Advances in medical alert bracelets and other ID systems can make it easier for medics and ER staff to quickly access vital data about patients who can’t speak for themselves in an accident or emergency, according to a story in the Wall Street Journal.
At least 60 million Americans are estimated to have a medical condition that should be known during an emergency. But only a fraction of those folks wear bracelets or carry any other type of medical information, including some of the newer methods like USB flash drives.
As part of an effort to get consumers to better prepare for medical emergencies, the American College of Emergency Physicians is launching a campaign, “Seconds Saves Lives,” with brochures to be distributed in 1,000 emergency rooms this fall.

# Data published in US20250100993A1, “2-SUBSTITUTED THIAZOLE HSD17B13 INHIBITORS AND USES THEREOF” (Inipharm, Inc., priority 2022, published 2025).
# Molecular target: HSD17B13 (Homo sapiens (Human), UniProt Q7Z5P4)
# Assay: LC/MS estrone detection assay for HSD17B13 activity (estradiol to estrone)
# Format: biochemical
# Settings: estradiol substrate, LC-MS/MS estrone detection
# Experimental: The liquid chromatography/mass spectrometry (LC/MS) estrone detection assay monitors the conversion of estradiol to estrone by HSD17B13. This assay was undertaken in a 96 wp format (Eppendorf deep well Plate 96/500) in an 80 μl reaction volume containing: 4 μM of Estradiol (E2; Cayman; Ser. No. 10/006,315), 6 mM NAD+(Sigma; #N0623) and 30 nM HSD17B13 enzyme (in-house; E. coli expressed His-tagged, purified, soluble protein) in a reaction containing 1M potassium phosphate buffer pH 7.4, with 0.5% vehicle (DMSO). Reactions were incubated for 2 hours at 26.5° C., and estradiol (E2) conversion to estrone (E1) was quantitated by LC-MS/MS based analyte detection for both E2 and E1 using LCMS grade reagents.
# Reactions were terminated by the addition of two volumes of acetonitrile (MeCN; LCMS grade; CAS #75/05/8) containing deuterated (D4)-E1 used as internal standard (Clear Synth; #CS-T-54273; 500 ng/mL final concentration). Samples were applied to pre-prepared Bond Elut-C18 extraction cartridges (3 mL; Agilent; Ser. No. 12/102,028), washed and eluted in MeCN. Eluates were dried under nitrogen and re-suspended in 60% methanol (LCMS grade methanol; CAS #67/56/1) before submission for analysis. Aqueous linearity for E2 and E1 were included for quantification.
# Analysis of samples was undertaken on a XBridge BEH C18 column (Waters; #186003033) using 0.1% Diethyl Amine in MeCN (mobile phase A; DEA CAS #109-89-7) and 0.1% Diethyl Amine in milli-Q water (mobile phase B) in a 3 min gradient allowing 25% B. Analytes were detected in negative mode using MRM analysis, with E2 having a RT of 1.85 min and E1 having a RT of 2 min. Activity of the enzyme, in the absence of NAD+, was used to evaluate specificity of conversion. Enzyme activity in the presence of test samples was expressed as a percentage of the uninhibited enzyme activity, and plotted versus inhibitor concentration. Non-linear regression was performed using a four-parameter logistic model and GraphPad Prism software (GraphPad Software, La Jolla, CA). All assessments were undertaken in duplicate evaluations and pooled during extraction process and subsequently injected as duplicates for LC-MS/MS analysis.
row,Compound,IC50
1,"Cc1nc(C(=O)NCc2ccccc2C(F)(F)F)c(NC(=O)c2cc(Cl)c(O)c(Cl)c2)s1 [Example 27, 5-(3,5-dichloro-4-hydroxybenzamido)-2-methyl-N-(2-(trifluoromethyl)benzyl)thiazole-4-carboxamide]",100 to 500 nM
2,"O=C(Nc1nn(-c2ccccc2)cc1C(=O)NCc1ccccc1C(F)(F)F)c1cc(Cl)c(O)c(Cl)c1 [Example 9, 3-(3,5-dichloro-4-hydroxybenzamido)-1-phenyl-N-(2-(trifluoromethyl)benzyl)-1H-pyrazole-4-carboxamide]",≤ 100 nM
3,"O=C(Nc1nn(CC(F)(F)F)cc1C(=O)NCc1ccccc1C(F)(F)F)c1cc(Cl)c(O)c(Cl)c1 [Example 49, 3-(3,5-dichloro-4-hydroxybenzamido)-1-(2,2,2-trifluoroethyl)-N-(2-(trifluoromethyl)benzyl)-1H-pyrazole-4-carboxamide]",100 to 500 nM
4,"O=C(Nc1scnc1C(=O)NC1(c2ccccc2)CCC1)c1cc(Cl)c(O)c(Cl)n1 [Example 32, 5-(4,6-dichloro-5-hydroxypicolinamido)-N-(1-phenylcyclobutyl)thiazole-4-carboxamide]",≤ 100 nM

Among other things, the group advises people to carry a emergency medical ID card or wear medical ID jewelry if they have a health condition, allergy, implanted device or if they are taking medications that might be life-threatening in certain circumstances.
ACEP recommends using medical ID linked to a live emergency medical information service such as the non-profit MedicAlert Foundation. The group offers jewelry engraved with a brief description of a patient’s condition and a 24/7 toll-free number. Operators can quickly access members’ data from electronic records that patients can update online. MedicAlert also has partnerships with drug chains including CVS to electronically transmit prescription drug and dosage information to patient records.
Consumers say the cost — about $30 a year — is well worth the peace of mind. Bob Hawkinson, a diabetic in Jacksonville, Fla., said that a MedicAlert bracelet saved his life several years ago when someone came to his aid after an accident, saw the bracelet, and gave him a sports drink to keep his blood sugar under control until medics came along.
He now has an external insulin pump, which is noted on his bracelet.
“If I ever get in another car wreck and the pump gets ripped off, emergency responders will know I can’t sit there for hours without insulin,” says Hawkinson. “It’s a good insurance policy.”